|By Tammy Joyner, The Atlanta
Journal-ConstitutionMcClatchy-Tribune Regional News
August 30, 2010 --That flushing sound coming from the Southside of metro Atlanta is nearly two decades of toilet-making for one of the world's largest toilet manufacturers.
In Japan, Toto Ltd. has been the king of porcelain thrones for nearly a century. It's hardly a household name in the United States, but chances are you've sat on or soaked in one of its bathroom products, which are made or assembled in Clayton County and the south Fulton County communities of Fairburn and Lakewood.
Hartsfield-Jackson International Airport has them. So does Harrah's, Caesar's Palace and other hotels and casinos in Las Vegas. The company even christened one of its toilets the Clayton, a 17 1/2-inch high model that derives its look from traditional American furniture.
In addition to making luxury toilets for homes and businesses in the United States, the 230,000-square-foot facility near Clayton County's Southlake Mall is headquarters for the Japanese company's operations in North America, South America, Central America and the Caribbean.
Toto's U.S. operations also include the Fairburn facility, which is a distribution center for the Americas for Toto's flagship toilet, the Neorest, a $5,600 porcelain spa of sorts that comes with a built-in bidet and remote control. (Actress Whoopi Goldberg became a fan of the Neorest after she bought one for herself. She now gives the $600 seats as gifts.) The Clayton facility near Morrow also oversees an assembly plant in Ontario, Calif., and a production plant in Monterey, Mexico. Many of the products are exported throughout the Americas.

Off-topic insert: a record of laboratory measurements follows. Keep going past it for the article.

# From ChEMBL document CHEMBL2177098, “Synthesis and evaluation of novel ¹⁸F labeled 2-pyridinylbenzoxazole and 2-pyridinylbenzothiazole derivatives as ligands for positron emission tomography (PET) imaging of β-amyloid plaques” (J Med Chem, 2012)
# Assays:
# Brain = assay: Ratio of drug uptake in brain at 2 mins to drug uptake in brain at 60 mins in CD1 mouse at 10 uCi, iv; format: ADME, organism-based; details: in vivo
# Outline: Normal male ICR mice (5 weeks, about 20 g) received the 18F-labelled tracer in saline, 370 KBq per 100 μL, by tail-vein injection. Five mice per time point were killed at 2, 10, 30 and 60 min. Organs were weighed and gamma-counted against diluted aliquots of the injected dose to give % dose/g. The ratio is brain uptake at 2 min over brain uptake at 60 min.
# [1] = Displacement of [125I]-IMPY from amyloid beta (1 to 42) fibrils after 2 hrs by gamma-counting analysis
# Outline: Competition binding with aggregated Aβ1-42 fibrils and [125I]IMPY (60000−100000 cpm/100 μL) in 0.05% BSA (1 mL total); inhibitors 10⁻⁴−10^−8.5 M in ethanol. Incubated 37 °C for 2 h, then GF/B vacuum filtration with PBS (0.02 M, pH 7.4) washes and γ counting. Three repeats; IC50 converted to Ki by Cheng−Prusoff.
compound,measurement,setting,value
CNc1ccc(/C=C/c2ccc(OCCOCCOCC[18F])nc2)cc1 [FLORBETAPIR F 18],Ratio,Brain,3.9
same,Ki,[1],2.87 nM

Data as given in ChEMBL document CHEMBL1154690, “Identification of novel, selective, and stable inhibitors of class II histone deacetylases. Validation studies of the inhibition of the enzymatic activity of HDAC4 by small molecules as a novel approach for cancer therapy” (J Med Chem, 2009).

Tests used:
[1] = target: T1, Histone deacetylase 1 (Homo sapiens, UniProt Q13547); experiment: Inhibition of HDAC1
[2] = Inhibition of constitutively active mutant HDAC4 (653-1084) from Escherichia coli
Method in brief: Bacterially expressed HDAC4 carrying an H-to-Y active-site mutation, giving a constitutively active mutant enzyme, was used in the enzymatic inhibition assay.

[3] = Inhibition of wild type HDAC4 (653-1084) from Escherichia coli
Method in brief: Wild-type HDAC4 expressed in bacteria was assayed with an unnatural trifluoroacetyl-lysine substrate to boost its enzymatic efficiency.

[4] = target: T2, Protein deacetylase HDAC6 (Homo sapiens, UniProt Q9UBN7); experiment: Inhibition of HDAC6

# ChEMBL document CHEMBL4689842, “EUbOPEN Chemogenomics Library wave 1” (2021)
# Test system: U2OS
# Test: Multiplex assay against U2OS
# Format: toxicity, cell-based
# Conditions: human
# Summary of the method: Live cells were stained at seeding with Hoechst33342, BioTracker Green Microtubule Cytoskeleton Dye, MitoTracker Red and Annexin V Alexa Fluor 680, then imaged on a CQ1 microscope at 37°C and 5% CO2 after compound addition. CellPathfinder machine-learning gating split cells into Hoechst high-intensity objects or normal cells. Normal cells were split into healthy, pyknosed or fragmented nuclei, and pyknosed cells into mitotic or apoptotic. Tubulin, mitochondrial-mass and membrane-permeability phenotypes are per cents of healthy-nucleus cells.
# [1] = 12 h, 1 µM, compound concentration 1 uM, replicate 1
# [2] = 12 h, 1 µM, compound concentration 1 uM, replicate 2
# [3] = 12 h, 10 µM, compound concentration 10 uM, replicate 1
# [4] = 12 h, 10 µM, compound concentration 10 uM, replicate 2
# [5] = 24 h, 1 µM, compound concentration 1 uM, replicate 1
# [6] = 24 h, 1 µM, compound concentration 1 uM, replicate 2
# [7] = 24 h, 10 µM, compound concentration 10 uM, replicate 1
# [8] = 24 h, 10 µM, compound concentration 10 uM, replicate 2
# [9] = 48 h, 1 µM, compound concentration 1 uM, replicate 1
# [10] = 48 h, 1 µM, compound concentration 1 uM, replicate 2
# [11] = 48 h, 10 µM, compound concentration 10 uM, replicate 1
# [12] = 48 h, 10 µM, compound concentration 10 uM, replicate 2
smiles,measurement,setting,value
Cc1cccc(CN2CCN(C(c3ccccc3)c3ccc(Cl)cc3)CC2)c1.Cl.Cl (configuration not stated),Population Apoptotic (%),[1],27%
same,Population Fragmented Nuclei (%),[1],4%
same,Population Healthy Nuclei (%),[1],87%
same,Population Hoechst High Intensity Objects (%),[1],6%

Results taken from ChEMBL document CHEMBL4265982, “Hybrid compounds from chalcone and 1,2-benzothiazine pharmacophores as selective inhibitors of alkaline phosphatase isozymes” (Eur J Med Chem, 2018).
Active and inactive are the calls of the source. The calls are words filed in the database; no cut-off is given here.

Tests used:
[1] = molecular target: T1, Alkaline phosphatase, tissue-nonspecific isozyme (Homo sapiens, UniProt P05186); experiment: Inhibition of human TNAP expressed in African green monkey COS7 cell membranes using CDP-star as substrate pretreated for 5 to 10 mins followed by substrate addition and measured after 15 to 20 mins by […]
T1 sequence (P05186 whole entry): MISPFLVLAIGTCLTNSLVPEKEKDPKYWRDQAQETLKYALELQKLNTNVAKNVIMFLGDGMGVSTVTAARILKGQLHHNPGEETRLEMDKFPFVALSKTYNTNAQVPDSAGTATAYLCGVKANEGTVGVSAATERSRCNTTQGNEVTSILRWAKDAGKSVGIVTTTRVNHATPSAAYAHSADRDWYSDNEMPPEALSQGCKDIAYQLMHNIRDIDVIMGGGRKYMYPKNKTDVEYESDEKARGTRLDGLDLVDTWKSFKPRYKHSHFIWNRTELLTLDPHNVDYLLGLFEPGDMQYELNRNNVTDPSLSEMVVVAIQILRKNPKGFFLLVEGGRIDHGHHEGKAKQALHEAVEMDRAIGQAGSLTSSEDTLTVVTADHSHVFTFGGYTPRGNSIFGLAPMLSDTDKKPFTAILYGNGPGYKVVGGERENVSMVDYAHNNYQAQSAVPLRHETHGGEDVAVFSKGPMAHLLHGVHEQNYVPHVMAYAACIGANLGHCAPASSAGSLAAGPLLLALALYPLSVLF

"We run the Americas out of this office," said Bill Strang, Toto USA's vice president of operations.
Clayton became the company's U.S. hub because of Georgia's ample supply of clay, a vital ingredient in making porcelain toilets, said Daijiro "DJ" Nogata, president of Toto's Americas Holdings Inc.
Tax and labor incentives didn't hurt either.
"We had confidence we had good performance in the U.S. market," Nogata said. The company has quietly settled into the region and taken an active part in several environmental initiatives that affect all of metro Atlanta, helping to craft a strategy in the state's water wars.
"This company is one of many that have considered the southside in the past and the present as their economic headquarters," said Clayton County Commission chairman Eldrin Bell. "We're delighted they're here and through our chamber of commerce will make every effort to keep them here."
Toto began making toilets in 1917 in Japan, where it has 60 percent of the market.
It set its sights on the U.S. market in the mid-1980s, opening a small office in Orange County, Calif. The company started U.S. production of toilets in 1991 after buying former competitor Eljer's factory in the Lakewood area. From there, U.S. production took off. By 1996, Toto had bought and gutted an old equipment-making plant near Morrow, turning it into a state-of-the-art industrial and environmental showpiece that turns out 22,000 highly efficient, high-end toilets a month.
The plant produces 25 different models for residential use alone. The toilets made at the plant are more traditional and have more curves than the ones sold in Japan, which generally have fewer lines and are more contemporary.
Making toilets is a lot like making pottery, except the kiln used at the Toto plant is nearly the length of a football field and heats up to 2,100 degrees Fahrenheit. The plant produces a one-piece toilet fashioned from two molds -- the bowl and the tank.